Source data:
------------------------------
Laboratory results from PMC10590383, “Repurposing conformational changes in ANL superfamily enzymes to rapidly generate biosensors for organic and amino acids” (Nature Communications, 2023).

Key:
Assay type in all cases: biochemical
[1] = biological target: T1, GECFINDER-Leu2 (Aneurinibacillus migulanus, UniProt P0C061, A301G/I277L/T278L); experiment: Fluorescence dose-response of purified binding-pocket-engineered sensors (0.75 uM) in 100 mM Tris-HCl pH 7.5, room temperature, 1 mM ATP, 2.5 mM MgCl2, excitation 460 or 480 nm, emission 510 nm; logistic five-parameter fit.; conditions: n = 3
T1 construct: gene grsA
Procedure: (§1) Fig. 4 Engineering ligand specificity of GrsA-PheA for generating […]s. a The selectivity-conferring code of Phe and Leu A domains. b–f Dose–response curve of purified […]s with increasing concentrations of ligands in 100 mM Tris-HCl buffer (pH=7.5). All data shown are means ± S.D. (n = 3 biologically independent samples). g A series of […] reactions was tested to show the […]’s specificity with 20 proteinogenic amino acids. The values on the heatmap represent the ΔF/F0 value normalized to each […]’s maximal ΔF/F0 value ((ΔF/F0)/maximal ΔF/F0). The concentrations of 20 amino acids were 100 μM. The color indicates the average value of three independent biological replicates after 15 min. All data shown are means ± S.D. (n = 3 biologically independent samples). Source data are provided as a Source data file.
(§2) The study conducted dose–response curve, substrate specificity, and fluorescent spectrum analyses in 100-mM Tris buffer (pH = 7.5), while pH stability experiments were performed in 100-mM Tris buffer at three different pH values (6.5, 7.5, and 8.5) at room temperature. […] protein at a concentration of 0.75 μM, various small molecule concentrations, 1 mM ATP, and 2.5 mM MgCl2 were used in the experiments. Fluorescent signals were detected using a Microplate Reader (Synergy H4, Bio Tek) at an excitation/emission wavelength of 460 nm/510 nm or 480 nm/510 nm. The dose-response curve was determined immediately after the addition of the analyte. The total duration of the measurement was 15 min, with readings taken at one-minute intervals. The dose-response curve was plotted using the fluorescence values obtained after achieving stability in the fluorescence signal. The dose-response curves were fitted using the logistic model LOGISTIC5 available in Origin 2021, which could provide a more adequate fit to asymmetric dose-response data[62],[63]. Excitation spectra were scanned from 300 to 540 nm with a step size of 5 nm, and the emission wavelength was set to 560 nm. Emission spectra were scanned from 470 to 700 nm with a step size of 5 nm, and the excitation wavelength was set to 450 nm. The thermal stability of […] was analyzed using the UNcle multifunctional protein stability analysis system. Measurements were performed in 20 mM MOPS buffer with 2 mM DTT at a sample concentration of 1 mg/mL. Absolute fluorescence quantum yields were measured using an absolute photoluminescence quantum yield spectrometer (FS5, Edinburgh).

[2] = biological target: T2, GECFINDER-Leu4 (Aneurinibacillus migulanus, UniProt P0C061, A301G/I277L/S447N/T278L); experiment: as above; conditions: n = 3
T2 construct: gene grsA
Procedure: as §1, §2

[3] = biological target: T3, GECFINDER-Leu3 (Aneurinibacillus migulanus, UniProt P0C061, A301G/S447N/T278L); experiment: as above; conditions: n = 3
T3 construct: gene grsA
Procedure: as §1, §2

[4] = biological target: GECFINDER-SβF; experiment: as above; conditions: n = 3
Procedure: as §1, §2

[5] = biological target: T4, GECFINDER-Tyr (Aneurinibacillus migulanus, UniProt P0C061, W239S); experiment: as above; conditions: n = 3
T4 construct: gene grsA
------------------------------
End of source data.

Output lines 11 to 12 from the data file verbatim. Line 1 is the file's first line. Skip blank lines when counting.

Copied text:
[3] = biological target: T3, GECFINDER-Leu3 (Aneurinibacillus migulanus, UniProt P0C061, A301G/S447N/T278L); experiment: as above; conditions: n = 3
T3 construct: gene grsA